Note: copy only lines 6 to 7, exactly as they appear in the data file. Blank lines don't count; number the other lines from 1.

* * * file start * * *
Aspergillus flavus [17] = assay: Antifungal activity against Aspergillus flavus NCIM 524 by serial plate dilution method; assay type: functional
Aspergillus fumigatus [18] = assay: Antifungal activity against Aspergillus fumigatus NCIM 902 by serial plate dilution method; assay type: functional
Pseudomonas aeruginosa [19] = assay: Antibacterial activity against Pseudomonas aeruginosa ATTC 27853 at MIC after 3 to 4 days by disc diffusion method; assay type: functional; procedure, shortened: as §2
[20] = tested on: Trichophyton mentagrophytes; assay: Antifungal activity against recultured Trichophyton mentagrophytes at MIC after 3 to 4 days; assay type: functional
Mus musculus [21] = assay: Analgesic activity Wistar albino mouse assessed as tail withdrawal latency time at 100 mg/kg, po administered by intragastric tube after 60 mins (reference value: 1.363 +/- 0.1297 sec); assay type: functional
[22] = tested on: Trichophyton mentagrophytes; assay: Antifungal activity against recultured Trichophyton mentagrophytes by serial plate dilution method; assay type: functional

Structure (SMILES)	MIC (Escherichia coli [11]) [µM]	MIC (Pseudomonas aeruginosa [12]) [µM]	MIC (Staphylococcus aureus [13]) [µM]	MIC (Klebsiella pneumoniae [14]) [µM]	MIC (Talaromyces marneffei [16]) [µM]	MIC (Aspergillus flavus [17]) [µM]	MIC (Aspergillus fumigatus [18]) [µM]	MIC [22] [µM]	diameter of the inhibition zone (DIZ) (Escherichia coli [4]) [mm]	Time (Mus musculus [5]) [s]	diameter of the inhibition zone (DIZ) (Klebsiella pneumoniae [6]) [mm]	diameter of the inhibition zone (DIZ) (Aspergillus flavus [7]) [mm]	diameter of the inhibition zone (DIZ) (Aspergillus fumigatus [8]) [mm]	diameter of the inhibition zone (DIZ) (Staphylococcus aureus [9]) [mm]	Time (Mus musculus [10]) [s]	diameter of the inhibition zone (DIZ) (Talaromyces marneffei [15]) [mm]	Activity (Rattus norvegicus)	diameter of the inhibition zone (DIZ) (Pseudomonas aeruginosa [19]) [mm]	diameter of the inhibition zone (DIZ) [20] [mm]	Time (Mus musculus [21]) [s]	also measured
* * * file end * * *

[22] = tested on: Trichophyton mentagrophytes; assay: Antifungal activity against recultured Trichophyton mentagrophytes by serial plate dilution method; assay type: functional

Structure (SMILES)	MIC (Escherichia coli [11]) [µM]	MIC (Pseudomonas aeruginosa [12]) [µM]	MIC (Staphylococcus aureus [13]) [µM]	MIC (Klebsiella pneumoniae [14]) [µM]	MIC (Talaromyces marneffei [16]) [µM]	MIC (Aspergillus flavus [17]) [µM]	MIC (Aspergillus fumigatus [18]) [µM]	MIC [22] [µM]	diameter of the inhibition zone (DIZ) (Escherichia coli [4]) [mm]	Time (Mus musculus [5]) [s]	diameter of the inhibition zone (DIZ) (Klebsiella pneumoniae [6]) [mm]	diameter of the inhibition zone (DIZ) (Aspergillus flavus [7]) [mm]	diameter of the inhibition zone (DIZ) (Aspergillus fumigatus [8]) [mm]	diameter of the inhibition zone (DIZ) (Staphylococcus aureus [9]) [mm]	Time (Mus musculus [10]) [s]	diameter of the inhibition zone (DIZ) (Talaromyces marneffei [15]) [mm]	Activity (Rattus norvegicus)	diameter of the inhibition zone (DIZ) (Pseudomonas aeruginosa [19]) [mm]	diameter of the inhibition zone (DIZ) [20] [mm]	Time (Mus musculus [21]) [s]	also measured